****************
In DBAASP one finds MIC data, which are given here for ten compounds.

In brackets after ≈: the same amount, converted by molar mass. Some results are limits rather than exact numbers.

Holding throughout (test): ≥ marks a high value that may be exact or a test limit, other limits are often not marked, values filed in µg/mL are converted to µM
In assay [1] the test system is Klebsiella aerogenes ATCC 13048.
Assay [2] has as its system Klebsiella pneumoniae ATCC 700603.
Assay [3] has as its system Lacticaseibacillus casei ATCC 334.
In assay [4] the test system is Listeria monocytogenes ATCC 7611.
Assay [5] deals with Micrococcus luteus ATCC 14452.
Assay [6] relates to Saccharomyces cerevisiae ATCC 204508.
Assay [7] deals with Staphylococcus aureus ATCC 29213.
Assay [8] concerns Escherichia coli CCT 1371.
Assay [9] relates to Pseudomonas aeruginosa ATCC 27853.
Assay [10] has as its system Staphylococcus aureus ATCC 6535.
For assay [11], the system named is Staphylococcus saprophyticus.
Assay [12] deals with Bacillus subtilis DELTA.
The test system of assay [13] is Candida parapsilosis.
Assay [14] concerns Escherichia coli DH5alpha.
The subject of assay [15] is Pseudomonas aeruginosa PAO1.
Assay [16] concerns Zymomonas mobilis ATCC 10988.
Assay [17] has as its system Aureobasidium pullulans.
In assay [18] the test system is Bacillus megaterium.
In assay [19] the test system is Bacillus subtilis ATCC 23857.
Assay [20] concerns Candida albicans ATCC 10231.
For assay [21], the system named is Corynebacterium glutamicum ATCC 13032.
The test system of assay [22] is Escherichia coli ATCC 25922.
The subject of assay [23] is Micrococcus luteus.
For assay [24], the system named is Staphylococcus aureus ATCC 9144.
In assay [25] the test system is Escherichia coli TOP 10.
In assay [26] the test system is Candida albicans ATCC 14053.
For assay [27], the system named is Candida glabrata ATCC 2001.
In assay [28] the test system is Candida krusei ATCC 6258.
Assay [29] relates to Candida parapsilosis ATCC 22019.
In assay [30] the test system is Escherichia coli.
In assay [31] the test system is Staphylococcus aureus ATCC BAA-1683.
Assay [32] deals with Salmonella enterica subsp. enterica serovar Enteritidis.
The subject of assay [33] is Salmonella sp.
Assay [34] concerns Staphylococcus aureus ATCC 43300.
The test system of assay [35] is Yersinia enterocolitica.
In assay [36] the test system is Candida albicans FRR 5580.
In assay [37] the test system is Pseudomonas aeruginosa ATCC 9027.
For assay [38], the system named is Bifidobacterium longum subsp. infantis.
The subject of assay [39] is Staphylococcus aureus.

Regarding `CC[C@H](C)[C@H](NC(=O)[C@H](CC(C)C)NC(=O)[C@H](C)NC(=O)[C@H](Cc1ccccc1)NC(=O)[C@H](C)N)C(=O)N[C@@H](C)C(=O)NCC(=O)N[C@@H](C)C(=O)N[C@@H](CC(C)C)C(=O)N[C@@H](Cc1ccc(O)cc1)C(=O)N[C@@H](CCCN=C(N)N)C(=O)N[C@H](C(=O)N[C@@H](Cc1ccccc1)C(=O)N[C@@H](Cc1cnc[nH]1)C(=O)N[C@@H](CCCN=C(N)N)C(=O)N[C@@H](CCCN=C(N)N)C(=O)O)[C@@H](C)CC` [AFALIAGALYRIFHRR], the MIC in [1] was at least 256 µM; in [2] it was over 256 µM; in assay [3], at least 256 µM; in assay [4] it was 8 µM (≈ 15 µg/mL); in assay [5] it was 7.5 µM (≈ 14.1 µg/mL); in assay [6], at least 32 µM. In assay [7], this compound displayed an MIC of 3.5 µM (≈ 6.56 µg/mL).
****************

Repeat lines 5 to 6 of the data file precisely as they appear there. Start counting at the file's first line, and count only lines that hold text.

Assay [2] has as its system Klebsiella pneumoniae ATCC 700603.
Assay [3] has as its system Lacticaseibacillus casei ATCC 334.